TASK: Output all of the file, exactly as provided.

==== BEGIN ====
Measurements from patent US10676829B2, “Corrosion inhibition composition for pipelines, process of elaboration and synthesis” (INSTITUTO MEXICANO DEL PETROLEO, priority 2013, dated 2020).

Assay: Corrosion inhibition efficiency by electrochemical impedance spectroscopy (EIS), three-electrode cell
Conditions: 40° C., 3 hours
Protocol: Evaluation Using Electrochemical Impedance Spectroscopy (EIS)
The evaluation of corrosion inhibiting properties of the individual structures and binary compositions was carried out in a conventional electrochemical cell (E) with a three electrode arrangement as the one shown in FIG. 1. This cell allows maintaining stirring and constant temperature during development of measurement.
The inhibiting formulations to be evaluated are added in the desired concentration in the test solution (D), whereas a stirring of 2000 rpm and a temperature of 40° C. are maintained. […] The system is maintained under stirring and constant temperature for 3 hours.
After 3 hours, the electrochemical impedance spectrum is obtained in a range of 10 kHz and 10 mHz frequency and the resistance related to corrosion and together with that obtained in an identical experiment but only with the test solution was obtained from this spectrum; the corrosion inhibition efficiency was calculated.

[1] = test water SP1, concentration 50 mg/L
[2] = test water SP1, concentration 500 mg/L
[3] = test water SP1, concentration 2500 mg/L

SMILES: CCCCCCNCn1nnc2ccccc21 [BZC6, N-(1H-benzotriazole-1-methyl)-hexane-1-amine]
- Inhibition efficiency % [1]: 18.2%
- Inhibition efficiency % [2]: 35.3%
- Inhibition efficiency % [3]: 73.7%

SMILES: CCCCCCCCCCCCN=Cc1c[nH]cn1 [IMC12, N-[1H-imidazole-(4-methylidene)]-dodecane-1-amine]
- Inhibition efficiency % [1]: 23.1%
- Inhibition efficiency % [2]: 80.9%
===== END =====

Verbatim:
Measurements from patent US10676829B2, “Corrosion inhibition composition for pipelines, process of elaboration and synthesis” (INSTITUTO MEXICANO DEL PETROLEO, priority 2013, dated 2020).

Assay: Corrosion inhibition efficiency by electrochemical impedance spectroscopy (EIS), three-electrode cell
Conditions: 40° C., 3 hours
Protocol: Evaluation Using Electrochemical Impedance Spectroscopy (EIS)
The evaluation of corrosion inhibiting properties of the individual structures and binary compositions was carried out in a conventional electrochemical cell (E) with a three electrode arrangement as the one shown in FIG. 1. This cell allows maintaining stirring and constant temperature during development of measurement.
The inhibiting formulations to be evaluated are added in the desired concentration in the test solution (D), whereas a stirring of 2000 rpm and a temperature of 40° C. are maintained. […] The system is maintained under stirring and constant temperature for 3 hours.
After 3 hours, the electrochemical impedance spectrum is obtained in a range of 10 kHz and 10 mHz frequency and the resistance related to corrosion and together with that obtained in an identical experiment but only with the test solution was obtained from this spectrum; the corrosion inhibition efficiency was calculated.

[1] = test water SP1, concentration 50 mg/L
[2] = test water SP1, concentration 500 mg/L
[3] = test water SP1, concentration 2500 mg/L

SMILES: CCCCCCNCn1nnc2ccccc21 [BZC6, N-(1H-benzotriazole-1-methyl)-hexane-1-amine]
- Inhibition efficiency % [1]: 18.2%
- Inhibition efficiency % [2]: 35.3%
- Inhibition efficiency % [3]: 73.7%

SMILES: CCCCCCCCCCCCN=Cc1c[nH]cn1 [IMC12, N-[1H-imidazole-(4-methylidene)]-dodecane-1-amine]
- Inhibition efficiency % [1]: 23.1%
- Inhibition efficiency % [2]: 80.9%